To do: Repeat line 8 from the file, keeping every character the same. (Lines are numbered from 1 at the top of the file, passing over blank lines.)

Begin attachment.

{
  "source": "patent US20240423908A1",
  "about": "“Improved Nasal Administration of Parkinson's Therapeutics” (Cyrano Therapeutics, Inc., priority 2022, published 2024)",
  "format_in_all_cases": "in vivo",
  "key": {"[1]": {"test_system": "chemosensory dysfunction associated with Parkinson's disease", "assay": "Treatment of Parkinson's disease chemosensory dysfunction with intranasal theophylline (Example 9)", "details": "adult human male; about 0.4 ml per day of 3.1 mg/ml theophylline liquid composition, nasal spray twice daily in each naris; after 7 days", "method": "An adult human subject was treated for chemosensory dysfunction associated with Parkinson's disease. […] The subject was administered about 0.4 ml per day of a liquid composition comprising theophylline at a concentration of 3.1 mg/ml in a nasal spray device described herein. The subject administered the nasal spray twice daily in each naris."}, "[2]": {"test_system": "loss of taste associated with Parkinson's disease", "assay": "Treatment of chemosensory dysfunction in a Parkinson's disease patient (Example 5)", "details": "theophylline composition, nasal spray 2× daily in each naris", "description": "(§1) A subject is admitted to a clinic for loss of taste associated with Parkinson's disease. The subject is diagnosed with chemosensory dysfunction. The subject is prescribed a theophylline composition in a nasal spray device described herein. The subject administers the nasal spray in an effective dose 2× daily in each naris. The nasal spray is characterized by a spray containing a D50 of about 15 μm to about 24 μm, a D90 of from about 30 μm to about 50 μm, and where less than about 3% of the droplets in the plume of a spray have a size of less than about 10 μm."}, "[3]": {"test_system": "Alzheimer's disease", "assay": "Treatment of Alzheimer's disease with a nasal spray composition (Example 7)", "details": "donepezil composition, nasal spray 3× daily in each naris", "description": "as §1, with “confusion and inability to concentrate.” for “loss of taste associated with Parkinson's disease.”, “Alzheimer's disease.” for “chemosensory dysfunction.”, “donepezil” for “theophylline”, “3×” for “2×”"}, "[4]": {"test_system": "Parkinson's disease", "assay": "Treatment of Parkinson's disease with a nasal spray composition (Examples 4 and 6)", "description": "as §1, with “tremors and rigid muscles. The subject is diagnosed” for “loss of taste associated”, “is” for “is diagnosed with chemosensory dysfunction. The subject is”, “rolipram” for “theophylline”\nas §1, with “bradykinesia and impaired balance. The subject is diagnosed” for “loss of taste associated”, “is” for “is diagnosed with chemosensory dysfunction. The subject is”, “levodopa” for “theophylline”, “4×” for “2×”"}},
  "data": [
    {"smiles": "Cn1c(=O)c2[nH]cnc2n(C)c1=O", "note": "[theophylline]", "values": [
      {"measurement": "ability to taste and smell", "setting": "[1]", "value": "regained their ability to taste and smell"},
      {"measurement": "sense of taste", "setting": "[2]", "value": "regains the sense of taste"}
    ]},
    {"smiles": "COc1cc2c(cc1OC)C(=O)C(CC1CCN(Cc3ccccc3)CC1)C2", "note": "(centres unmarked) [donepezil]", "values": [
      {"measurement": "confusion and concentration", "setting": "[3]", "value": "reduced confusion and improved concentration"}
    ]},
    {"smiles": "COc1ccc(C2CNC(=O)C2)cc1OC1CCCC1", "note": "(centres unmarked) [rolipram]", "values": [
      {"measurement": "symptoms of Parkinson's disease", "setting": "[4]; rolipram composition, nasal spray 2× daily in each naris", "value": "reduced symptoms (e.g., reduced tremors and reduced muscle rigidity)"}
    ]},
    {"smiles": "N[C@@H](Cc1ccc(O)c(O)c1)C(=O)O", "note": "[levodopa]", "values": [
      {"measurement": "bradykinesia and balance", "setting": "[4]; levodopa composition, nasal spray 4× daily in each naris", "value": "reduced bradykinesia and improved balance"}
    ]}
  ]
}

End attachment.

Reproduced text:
      {"measurement": "ability to taste and smell", "setting": "[1]", "value": "regained their ability to taste and smell"},